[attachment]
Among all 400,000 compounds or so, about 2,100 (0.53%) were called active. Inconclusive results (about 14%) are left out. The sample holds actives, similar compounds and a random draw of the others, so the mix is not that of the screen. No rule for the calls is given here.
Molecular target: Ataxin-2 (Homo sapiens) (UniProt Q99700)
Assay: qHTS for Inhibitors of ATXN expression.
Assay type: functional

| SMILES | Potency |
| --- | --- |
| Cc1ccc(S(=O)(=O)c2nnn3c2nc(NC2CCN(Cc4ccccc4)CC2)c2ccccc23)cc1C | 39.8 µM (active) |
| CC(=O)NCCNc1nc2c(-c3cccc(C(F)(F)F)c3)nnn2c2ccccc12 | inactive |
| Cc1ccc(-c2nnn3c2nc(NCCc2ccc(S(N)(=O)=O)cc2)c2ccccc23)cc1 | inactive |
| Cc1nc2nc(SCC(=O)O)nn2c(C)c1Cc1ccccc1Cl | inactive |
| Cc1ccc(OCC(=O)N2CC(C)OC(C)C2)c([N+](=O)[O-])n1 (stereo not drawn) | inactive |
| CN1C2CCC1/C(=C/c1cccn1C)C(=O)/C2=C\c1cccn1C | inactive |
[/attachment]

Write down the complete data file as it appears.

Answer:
Among all 400,000 compounds or so, about 2,100 (0.53%) were called active. Inconclusive results (about 14%) are left out. The sample holds actives, similar compounds and a random draw of the others, so the mix is not that of the screen. No rule for the calls is given here.
Molecular target: Ataxin-2 (Homo sapiens) (UniProt Q99700)
Assay: qHTS for Inhibitors of ATXN expression.
Assay type: functional

| SMILES | Potency |
| --- | --- |
| Cc1ccc(S(=O)(=O)c2nnn3c2nc(NC2CCN(Cc4ccccc4)CC2)c2ccccc23)cc1C | 39.8 µM (active) |
| CC(=O)NCCNc1nc2c(-c3cccc(C(F)(F)F)c3)nnn2c2ccccc12 | inactive |
| Cc1ccc(-c2nnn3c2nc(NCCc2ccc(S(N)(=O)=O)cc2)c2ccccc23)cc1 | inactive |
| Cc1nc2nc(SCC(=O)O)nn2c(C)c1Cc1ccccc1Cl | inactive |
| Cc1ccc(OCC(=O)N2CC(C)OC(C)C2)c([N+](=O)[O-])n1 (stereo not drawn) | inactive |
| CN1C2CCC1/C(=C/c1cccn1C)C(=O)/C2=C\c1cccn1C | inactive |